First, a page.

Monday, July 31, 2006

Jesus in the Margins: Part 2-- Shame

Jesus made being marginal central.

He did it primarily by his meal-time practices.

In Jesus' day the Jewish culture operated on the power of shame. Social relationships were arranged hierarcially with those closest to God--the High Priest--then priests, Levites, obedient Jews on down to those most removed from God--Gentiles, shepherds, tax-collectors, prostitutes and generally the am ha 'aretz, the "people of the land," the illiterate human trash. You were kept in your place by stringent social shaming.

For example, Simon the Pharisee invited Jesus into his home and then immediately proceeded to exert the power of social shame (see Luke 7: 36-50). By deliberately humiliating Jesus before all his guests, Simon sought to put this upstart "prophet" from Hicksville, Galilee in his proper place.

Oops. Shame does not work on Jesus. Rolling with Simon's shame punch, Jesus proceeds to interpret a redeemed prostitute's actions for Simon and the guests. All the shame meant to slime Jesus boomeranged onto Simon. At a meal.

To be marginalized in Jesus' day meant to be shamed. Publicly humiliated and socially ostracized and spiritually scorned. You were considered, not just someone who did bad things, you were a bad, unclean person. To up the ante, the social shame declared that you were cut off from God. You had no place at the holy table. You were an outsider. You were gutter trash. You had no identity other than to be the foil for "the righteous ones" who said things like, "God, I am so glad I'm not like that tax-collector/same sex-oriented person/abortion-minded woman/alcoholic/Hezbollah terrorist over there."

Jesus prepares his table. The thing you never felt in his presence was shame. You felt welcomed. You felt honored. You felt joy. You felt included. You felt valued. You felt family. You heard "my friend" and looked up and saw that Jesus meant you.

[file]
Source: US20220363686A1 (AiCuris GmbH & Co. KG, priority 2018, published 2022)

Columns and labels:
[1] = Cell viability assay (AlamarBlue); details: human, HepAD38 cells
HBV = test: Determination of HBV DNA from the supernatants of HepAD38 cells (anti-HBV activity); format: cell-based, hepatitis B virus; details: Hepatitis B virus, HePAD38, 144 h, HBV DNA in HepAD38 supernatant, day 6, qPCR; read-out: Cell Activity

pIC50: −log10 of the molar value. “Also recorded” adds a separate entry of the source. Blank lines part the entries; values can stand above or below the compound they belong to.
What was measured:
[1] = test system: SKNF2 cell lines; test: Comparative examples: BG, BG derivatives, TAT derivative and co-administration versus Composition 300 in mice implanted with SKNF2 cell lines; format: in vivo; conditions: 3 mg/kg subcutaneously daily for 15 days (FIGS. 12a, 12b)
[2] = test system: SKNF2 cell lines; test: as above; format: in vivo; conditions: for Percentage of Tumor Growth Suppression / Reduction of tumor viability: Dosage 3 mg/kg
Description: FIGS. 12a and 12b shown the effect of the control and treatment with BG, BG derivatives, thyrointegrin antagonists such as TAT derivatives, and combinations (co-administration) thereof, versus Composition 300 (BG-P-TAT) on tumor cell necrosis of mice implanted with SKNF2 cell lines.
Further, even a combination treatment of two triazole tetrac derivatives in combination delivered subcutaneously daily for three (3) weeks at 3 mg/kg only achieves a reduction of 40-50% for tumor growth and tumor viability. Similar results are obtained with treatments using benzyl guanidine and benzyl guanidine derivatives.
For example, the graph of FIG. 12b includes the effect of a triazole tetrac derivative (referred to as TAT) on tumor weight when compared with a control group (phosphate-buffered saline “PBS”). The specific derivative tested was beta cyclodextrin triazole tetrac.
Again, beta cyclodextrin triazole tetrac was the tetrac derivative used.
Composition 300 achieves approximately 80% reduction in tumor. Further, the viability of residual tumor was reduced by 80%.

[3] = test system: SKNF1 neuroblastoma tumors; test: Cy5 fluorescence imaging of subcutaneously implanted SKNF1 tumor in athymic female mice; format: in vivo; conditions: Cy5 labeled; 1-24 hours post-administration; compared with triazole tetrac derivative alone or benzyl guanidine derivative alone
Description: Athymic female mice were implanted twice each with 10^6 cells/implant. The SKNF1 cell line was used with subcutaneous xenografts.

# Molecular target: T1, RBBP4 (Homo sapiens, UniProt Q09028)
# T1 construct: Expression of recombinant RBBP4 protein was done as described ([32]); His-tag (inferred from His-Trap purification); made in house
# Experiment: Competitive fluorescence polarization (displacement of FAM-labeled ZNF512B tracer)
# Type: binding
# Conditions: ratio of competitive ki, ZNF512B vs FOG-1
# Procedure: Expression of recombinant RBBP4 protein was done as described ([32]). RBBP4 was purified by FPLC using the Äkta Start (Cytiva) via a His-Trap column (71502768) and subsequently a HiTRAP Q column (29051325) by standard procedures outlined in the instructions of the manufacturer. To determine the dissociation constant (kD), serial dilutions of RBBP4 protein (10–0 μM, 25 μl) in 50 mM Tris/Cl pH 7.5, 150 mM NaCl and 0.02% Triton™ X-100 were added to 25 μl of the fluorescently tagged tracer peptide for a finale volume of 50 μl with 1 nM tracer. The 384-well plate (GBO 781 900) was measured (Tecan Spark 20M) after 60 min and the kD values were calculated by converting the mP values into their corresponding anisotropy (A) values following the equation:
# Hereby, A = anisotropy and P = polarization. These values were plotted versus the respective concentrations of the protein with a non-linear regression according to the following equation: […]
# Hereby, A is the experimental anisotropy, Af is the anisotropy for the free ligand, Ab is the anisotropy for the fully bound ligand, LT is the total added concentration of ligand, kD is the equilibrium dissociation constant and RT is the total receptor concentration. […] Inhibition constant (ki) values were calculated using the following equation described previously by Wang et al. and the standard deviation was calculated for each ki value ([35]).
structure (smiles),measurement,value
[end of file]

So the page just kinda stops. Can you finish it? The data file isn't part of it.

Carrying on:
"But I, I am...a very rich tax-collector."
"I am a...furious zealot with blood on my hands."
"I an unclean woman with an issue of blood."
"I am a smelly shepherd."
"I am a desperate prostitute."
"I am a lonely leper."
"I am a hated Roman centurion."
"I am a despised Samaritan and immoral woman."
"I am am ha 'aretz."

Jesus looks at us and smiles. He raises his hands and blesses the bread from the earth and the wine from the grape. He blesses as only a Good Host can bless. By the time he stops, we really don't care what we are, but who he is. And one thing he is, he's for us, not against us.

Jesus, as host, says, "Hey, Deborah and Matthew, separate a little bit. We've got to make room for father Abraham when he shows up. Good. You guys, there, make a place for Isaac. Alright. Let's eat."

Dark shame flees into the night in the presence of Light. Sadly the fleeing shame seeps into the crevases of graceless hearts turns into homicidal hatred. Shame hates being shamed.

"This is my body given for you" ...and they felt no shame.

Saturday, July 29, 2006

Jesus in the Margins: Part 1-- Paradox

I've been ruminating again about Jesus' life with the marginalized of 1st century Judaism. I'm going to ponder in print some of my thoughts.

We often think that Jesus left his surburban bungalow on the green hillside of Galilee and went into the big city and sought out the disadvantaged. How good of Jesus to condescend and go to the marginalized, the outcasts, the rejects, the down-trodden. What a model of servant-leadership. I wonder if my shiny Hummer can navigate the narrow inner city streets?